Jump to ContentJump to Main Navigation
Countryside connectionsOlder people, community and place in rural Britain$
Users without a subscription are not able to see the full content.

Catherine Hagan Hennessy, Robin Means, and Vanessa Burholt

Print publication date: 2014

Print ISBN-13: 9781447310303

Published to Policy Press Scholarship Online: September 2014

DOI: 10.1332/policypress/9781447310303.001.0001

Show Summary Details
Page of

PRINTED FROM POLICY PRESS SCHOLARSHIP ONLINE (www.policypress.universitypressscholarship.com). (c) Copyright Policy Press, 2021. All Rights Reserved. An individual user may print out a PDF of a single chapter of a monograph in PPSO for personal use.date: 24 September 2021

Connecting with community

Connecting with community

the nature of belonging among rural elders

(p.95) Four Connecting with community
Countryside connections

Vanessa Burholt

Nigel Curry

Norah Keating

Jacquie Eales

Policy Press

This chapter reviews the literature on place attachment and then empirically tests conceptual models of place attachment (based on the literature) to identify the predictors of, and the pathways to, place attachment. The results of the mediation analysis demonstrate that there are distinct pathways to three kinds of connectivity between older people and the places in which they live: social attachment to place, aesthetic attachment to place and amenity/ environment-oriented physical attachment. The results demonstrate that there are discrete types of place attachment which are differentially influenced by social or environmental factors at each level of the ecological model and by the passage of time. We reflect on the applicability of our findings to those from Canadian rural communities that formed a parallel project to the UK research.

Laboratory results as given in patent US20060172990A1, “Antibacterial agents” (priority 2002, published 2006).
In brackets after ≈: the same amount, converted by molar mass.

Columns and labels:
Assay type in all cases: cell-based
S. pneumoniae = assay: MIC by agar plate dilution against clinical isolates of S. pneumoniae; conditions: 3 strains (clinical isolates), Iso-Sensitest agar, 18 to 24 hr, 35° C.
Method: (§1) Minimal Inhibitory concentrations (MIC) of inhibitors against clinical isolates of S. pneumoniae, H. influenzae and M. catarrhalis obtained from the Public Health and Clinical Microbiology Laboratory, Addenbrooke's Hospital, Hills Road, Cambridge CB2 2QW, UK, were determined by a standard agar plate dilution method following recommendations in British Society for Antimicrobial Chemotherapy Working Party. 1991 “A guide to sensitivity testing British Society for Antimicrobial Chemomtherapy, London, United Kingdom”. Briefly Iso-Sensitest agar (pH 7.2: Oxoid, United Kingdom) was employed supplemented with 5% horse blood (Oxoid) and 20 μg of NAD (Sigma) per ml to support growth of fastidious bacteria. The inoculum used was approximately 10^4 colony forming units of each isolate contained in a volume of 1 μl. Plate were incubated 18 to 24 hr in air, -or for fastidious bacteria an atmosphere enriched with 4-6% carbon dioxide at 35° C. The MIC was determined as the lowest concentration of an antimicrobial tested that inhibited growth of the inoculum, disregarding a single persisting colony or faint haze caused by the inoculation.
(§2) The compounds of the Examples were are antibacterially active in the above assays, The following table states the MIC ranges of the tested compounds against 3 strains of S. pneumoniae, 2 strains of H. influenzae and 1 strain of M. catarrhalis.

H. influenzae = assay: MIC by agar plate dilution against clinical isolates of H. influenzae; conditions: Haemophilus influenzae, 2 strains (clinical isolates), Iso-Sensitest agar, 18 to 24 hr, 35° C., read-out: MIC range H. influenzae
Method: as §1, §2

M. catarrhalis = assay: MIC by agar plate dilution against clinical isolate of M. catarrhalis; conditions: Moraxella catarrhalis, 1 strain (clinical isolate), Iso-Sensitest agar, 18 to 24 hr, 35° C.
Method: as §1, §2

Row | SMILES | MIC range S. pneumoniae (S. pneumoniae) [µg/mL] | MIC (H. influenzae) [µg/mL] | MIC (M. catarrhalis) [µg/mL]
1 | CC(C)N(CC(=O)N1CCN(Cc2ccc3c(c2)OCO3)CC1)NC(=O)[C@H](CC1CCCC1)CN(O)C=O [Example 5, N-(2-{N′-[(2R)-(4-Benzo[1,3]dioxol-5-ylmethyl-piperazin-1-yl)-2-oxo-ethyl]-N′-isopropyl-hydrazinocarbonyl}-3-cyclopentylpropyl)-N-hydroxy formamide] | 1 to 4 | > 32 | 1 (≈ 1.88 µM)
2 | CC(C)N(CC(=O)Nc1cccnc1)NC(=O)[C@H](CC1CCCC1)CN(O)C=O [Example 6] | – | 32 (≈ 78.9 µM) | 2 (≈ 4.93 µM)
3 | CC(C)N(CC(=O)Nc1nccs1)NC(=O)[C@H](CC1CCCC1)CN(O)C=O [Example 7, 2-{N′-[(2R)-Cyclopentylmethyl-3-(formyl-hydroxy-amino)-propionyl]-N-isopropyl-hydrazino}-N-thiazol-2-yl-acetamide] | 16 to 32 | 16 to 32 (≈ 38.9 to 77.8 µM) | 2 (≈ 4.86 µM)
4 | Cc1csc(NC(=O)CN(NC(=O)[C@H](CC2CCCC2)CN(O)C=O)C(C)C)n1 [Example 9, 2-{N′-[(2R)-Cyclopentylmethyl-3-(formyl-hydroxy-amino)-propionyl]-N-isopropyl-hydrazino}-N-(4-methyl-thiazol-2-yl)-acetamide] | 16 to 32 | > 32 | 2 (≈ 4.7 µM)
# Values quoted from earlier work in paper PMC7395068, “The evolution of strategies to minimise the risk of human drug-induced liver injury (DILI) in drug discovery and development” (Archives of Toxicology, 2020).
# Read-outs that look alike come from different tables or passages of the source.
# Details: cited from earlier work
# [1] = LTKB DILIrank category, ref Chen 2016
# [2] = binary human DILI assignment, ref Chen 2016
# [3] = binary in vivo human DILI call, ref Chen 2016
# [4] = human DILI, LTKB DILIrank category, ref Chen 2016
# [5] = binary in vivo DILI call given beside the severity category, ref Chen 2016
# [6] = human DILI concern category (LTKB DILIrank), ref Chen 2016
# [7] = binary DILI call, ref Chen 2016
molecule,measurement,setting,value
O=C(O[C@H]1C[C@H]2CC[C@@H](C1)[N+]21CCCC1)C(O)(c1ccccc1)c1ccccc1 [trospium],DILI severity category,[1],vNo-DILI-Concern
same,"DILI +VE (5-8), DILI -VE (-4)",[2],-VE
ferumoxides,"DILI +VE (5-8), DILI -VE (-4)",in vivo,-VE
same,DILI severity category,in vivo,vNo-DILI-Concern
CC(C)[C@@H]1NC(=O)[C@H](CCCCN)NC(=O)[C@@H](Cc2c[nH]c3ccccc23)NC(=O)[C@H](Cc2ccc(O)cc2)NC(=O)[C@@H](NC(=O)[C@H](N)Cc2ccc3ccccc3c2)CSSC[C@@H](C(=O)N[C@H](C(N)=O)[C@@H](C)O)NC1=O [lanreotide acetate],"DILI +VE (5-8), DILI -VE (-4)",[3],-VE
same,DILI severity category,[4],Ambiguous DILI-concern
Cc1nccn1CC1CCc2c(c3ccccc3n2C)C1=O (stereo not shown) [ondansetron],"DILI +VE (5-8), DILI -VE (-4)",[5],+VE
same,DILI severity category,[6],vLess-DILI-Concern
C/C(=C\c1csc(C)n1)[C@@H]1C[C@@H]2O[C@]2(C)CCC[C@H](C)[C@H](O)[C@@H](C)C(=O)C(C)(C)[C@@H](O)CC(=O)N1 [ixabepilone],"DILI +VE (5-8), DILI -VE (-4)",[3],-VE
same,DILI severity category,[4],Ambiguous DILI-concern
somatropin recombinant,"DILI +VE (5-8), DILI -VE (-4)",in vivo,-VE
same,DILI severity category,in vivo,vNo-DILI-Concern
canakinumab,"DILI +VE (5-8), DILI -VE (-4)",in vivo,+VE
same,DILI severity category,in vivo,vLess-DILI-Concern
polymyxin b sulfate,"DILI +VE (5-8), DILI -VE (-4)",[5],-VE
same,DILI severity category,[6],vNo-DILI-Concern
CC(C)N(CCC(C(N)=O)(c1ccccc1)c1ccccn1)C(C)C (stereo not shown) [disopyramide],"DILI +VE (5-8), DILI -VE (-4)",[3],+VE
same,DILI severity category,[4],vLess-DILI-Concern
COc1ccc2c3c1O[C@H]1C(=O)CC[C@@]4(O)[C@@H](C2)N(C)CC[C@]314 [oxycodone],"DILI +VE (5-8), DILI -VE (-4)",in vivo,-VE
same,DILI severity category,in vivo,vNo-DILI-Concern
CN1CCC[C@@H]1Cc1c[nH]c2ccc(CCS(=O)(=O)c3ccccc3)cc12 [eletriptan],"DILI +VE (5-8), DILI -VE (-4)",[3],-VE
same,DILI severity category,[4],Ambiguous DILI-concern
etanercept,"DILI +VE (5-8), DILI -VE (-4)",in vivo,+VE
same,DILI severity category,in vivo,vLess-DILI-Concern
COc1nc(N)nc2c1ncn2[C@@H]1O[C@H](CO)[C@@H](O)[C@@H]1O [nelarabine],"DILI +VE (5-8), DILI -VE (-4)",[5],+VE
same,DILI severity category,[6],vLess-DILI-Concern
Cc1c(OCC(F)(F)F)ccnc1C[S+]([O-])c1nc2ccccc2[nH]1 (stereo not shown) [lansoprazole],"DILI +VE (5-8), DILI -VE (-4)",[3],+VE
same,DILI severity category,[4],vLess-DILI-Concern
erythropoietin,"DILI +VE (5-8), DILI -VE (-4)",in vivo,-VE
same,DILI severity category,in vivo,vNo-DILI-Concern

Keywords:   place attachment, social attachment to place, belonging, person-environment fit, social networks, aesthetic attachment to place

Policy Press Scholarship Online requires a subscription or purchase to access the full text of books within the service. Public users can however freely search the site and view the abstracts and keywords for each book and chapter.

Please, subscribe or login to access full text content.

If you think you should have access to this title, please contact your librarian.

To troubleshoot, please check our FAQs, and if you can't find the answer there, please contact us.